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Colt Reeves





Joined: 09 Mar 2009

Posts: 466

PostPosted: Fri 23 Sep, 2011 3:29 am    Post subject: A Knight's Non-Skid Shoe?         Reply with quote

Here I am, asking another question of the board...

We've all heard about how slippery medieval turn-shoes were, how useful they are in combat as opposed to the thick clunky modern footwear, etc.

However, I came across something interesting in an Osprey "Warrior" book entitled: English Medieval Knight 1400-1500.

In it, on page 9 there is the following quote:
Quote:
On his feet he wore shoes designed to prevent skidding, described in detail: 'Also a payre of shone [shoes] of thikke Cord-wene and they muste be frette [fretted] with smal uhipcorde thre knottis up on a corde and thre cordis muste be faste swoid [sewn] on to the hele of the shoo and fyne cordis in the mvdill of tin- soole of the same shoo and that ther be betwene the frettis of the hele and the frettis of the mydill of the shoo the space of three fvngris.'


This was interesting to me because I hadn't heard of it before, but it sounded like a good idea and something our ancestors would have thought of.

Thus I began my quest. First I turned to the almighty Google, which proved to be less than almighty on this topic. Undaunted I tried the myArmoury.com search function, which also came up with nothing. I finally decided I must call for aid.

Waxing poetic drama aside, I am curious to see if anyone knows anything about this. As usual, a picture is worth a thousand words, so I'd like some of those if reasonably possible.

Oh, and if anyone can spell out exactly what is said in the above quote, I'd appreciate that. I'm not sure I understand it.

"Tears are for the craven, prayers are for the clown.
Halters for the silly neck that cannot keep a crown.
As my loss is grievous, so my hope is small.
For Iron, Cold Iron, must be master of men all..."
-Cold Iron, Rudyard Kipling
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Matthew Bunker




Location: Somerset UK
Joined: 02 Apr 2009

Posts: 483

PostPosted: Fri 23 Sep, 2011 5:18 am    Post subject:         Reply with quote

It's from the famous 'How a man shall be armed', a mid 15th century account of how and in what order a man should be armed for a foot tournament.

You can read a full translation here:-


http://www.chronique.com/Library/Armour/armyd1.htm

Basically what it's saying is that he should wear stout shoes which have knotted cords sewn onto the heel and fine cords sewn onto the sole. The gap between the cords on the heel and those of the sole should be three fingers breadths wide (to leave a gap under the instep). It doesn't specify the direction that the threads should run in but common sense dictates that they should run across the heel and sole, rather than from front to back.

"If a Greek can do it, two Englishman certainly can !"
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Sander Marechal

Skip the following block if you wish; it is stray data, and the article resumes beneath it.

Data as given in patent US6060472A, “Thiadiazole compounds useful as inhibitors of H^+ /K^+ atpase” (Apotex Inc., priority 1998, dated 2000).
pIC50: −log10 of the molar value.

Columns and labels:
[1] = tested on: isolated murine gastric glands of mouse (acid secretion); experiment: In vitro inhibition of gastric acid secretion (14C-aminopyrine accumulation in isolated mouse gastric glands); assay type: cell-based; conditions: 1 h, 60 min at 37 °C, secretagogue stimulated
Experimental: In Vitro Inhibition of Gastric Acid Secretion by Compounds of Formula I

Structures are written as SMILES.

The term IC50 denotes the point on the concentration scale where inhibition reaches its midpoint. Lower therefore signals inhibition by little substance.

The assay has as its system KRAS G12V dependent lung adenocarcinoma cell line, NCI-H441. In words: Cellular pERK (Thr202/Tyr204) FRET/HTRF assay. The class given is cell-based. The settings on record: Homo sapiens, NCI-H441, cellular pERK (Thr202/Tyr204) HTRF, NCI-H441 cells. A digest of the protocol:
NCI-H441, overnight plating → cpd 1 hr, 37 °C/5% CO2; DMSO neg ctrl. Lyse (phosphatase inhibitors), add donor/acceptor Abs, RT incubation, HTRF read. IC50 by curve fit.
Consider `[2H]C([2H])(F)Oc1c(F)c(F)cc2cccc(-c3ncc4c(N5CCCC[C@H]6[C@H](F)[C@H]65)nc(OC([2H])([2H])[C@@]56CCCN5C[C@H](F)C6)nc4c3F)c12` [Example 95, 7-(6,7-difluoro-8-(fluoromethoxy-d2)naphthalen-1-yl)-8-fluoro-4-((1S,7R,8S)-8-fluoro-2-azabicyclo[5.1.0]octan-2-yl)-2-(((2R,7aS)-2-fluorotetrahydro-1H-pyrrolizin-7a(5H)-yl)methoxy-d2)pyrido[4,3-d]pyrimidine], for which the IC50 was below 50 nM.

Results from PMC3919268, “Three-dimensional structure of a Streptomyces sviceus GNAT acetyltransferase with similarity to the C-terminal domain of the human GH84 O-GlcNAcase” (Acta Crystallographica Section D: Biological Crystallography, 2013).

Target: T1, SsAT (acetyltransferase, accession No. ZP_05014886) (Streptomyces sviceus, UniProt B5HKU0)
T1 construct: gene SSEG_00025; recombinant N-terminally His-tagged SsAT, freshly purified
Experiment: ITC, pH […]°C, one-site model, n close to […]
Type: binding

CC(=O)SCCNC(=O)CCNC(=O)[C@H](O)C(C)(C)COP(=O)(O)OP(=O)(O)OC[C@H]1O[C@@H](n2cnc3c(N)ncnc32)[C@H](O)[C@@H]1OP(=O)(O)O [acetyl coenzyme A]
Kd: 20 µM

Location: The Netherlands
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PostPosted: Sat 24 Sep, 2011 2:09 am    Post subject:         Reply with quote

Matthew Bunker wrote:
It doesn't specify the direction that the threads should run in but common sense dictates that they should run across the heel and sole, rather than from front to back.


My first guess would have been some sort of spiral sewn on the underside with the stitches running through the sole.

Anyway, I'd love to see a reproduction of this if anyone has made it.

The Knights Hospitaller: http://www.hospitaalridders.nl
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Ralph Grinly





Joined: 19 Jan 2011

Posts: 323

PostPosted: Sat 24 Sep, 2011 2:48 pm    Post subject:         Reply with quote

Does anyone know if any of the many medieval shoes found have any indication of this type of sole ?

I'm thinking that the rope-soled " Boating Shoes" available today might be using the similar style of thing for non-skid work on wet decks ??
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N Cioran




Location: Toronto
Joined: 21 Nov 2010

Posts: 72

PostPosted: Sun 25 Sep, 2011 1:19 am    Post subject:         Reply with quote

A fret is a specific form in heraldry, a sort of diagonal cross hatch. You can see my interpretation here:

http://www.hippeis.com/forum/index.php?topic=606.0

The fret provides grip while still allowing a slide that a modern rubber sole does not.

Enjoy,
Cole
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Gabriele A. Pini




Location: Olgiate Comasco, Como
Joined: 02 Sep 2008

Posts: 239

PostPosted: Sun 25 Sep, 2011 6:23 am    Post subject:         Reply with quote

to N Cioran: why you didn't cover the point with the cord? Too much wear?
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N Cioran




Location: Toronto
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PostPosted: Sun 25 Sep, 2011 8:05 am    Post subject:         Reply with quote

Gabriele,

I didn't cover the toe because the source material said the heel and the middle of the sole. Having worn them until the cord was literally worn off, I suspect this is to allow a slight shift in weight onto the toes that will allow you to literally skate forward or back. I can mv a pace further with the slide than in a rubber soled shoe...

Cole
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Jakub Biblis




Location: London
Joined: 30 Apr 2009

Posts: 6

PostPosted: Mon 26 Sep, 2011 1:10 am    Post subject:         Reply with quote

Gdansk (Danzig) museum has a pair of shoes from second half of the 15th century (if I remember correctly) with thick leather strips sewn across the sole. Can't find the original picture, here's the repro:

http://www.fotosik.pl/pokaz_obrazek/o6pr7ue34o3odnwi.html
http://www.fotosik.pl/pokaz_obrazek/wytatvvh7q2kvx13.html
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Colt Reeves





Joined: 09 Mar 2009

Posts: 466

PostPosted: Mon 26 Sep, 2011 2:35 am    Post subject:         Reply with quote